I lose my voice periodically. It’s usually when the season changes – stuffy nose, sore throat, and no way to complain to the world about it. I can’t sing, and that always makes me sad. Every fall, without fail, I spend a week or two croaking through my classes and insist on talking even when my professors tell me to stop because I like to be a part of the conversation.
I like to be part of the conversation. But sometimes, my host parents speak so quickly at dinner that I can’t catch all the words. Embarrassed, I have to ask them to repeat requests, or get what I can from context. I do all the reading for my history class, but the teaching assistant and another student have a rapid debate with their backs to me, and it’s all I can do just to keep up. In my oral comprehension workshop, we have assignments where we listen to an audio or video clip and have to fill in the blanks in the dialogue. If there’s a word in Spanish that I’ve never heard before, I don’t know what to do or how to spell it. There’s a few key phrases I’ve gotten in the bad habit of sticking too when I’m in a longer conversation in Spanish with friends – because by the time it takes me to think of a response or an interjection, the moment is already gone. And even when it’s not, we’ve only been here a month – I feel like to some degree we’re all still getting to know each other. There are jokes I would make or stories I would tell with friends back home, who know me inside and out, that come to my mind but not out of my mouth every day. Here in Argentina, I feel like I lose my voice periodically.
My family came to visit this last week, and as crazy as it was juggling classes, homework and spending as much time with them as I could, it was such a great time. In all of the ways that mattered, I felt like I had my voice back. My family knows me better than anybody – all my stories, all my quirks – there’s nothing I have to explain or excuse or evade. My brother will always be the only person I can quote Gravity Falls with, and there’s a couple of one-liners from movies that can send all four of us into stitches of laughter at any given moment. The day of my back-to-back classes, I was stressed and tired and frustrated and harried all morning – so not in the mood to be around people. But when my family met up with me for lunch, they were the ones who could pull me out of that bad mood and make me laugh even when I’d been scowling for hours. Because they know me so well, I got to share my city with them in some really fun ways, showing them where I’ve been and what I’ve done and who I’ve become in the meantime, and we got to share memories that will carry me through the next few months until I fly back home.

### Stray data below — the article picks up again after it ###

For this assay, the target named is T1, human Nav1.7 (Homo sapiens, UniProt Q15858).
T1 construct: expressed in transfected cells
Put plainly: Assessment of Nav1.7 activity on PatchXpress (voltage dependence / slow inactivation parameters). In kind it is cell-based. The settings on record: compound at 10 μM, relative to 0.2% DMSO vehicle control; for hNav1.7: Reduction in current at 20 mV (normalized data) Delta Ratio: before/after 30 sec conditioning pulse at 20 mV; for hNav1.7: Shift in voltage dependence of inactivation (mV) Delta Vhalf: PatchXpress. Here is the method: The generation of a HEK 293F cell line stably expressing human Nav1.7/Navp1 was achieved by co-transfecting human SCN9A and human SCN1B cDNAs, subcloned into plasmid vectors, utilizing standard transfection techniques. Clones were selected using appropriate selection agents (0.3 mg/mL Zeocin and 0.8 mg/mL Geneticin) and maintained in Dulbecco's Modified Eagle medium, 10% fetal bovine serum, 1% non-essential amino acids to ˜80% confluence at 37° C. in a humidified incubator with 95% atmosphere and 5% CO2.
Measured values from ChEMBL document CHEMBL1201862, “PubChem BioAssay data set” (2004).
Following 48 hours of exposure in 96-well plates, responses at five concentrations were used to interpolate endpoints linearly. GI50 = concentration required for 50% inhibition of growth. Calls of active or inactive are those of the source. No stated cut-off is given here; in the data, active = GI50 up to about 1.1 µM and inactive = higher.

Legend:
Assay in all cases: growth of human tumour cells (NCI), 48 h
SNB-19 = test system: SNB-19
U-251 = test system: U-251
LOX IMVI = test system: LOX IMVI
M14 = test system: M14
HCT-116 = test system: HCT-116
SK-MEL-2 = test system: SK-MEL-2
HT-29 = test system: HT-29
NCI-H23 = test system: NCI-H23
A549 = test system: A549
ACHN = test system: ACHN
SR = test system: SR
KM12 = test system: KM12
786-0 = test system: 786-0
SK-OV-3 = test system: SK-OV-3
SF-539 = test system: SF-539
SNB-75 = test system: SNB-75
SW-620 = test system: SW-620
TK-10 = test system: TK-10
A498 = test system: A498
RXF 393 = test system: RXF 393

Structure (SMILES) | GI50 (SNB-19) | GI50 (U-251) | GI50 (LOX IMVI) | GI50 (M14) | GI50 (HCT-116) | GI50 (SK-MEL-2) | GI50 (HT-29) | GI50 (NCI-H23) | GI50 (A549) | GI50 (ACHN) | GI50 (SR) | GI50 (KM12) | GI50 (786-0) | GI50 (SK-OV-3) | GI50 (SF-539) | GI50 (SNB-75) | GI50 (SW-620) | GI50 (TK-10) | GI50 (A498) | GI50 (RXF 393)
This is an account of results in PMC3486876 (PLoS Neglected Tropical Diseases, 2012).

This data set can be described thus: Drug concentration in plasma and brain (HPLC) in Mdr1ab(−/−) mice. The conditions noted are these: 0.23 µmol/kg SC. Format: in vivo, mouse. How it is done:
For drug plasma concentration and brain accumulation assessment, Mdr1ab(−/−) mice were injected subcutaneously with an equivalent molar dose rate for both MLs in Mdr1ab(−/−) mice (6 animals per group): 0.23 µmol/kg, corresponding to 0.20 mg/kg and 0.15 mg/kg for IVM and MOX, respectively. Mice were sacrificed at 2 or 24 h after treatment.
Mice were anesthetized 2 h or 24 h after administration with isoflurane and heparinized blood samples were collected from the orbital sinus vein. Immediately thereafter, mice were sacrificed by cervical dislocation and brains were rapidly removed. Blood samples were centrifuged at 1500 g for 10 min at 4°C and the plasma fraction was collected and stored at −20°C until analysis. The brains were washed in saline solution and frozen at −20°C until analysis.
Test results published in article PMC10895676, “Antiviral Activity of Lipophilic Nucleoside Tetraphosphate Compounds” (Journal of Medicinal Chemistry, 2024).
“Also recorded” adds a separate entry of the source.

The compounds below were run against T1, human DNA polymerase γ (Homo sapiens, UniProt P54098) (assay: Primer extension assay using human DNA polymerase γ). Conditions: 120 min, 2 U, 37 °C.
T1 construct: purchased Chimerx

When they got in the cab to go back to the airport on Friday, I choked on all the goodbyes I had planned, and I felt myself losing my voice again. I came home with my shoulders slumped and sadness settled over me like the gray blanket of clouds overhead – missing my people and missing the feeling of comfort and home and the ways I express that when I’m there, and not for any particular reason that I could verbalize other than they were here and they left and I just was sad.
I’m normally an external processor, so the most frustrating feeling in the world is feeling something – anything – without being able to come up with the words as to why. But just the other day, my friend Kyler was talking about something that fascinated me – how words don’t have meaning, they have usage. We use words to express what we mean – but if the person listening doesn’t speak the same language, we’re only speaking in sounds that have no significance. On their own, words don’t carry weight.
I love to be part of the conversation. I hate losing my voice. But maybe words don’t mean as much as I thought they did. Maybe it’s okay they’re not what I use in the moment to know what I mean. And as I walk a fine line between two languages, falling into one and tripping back into the other on a moment-to-moment basis, maybe it’s okay to speak even when my voice breaks a little.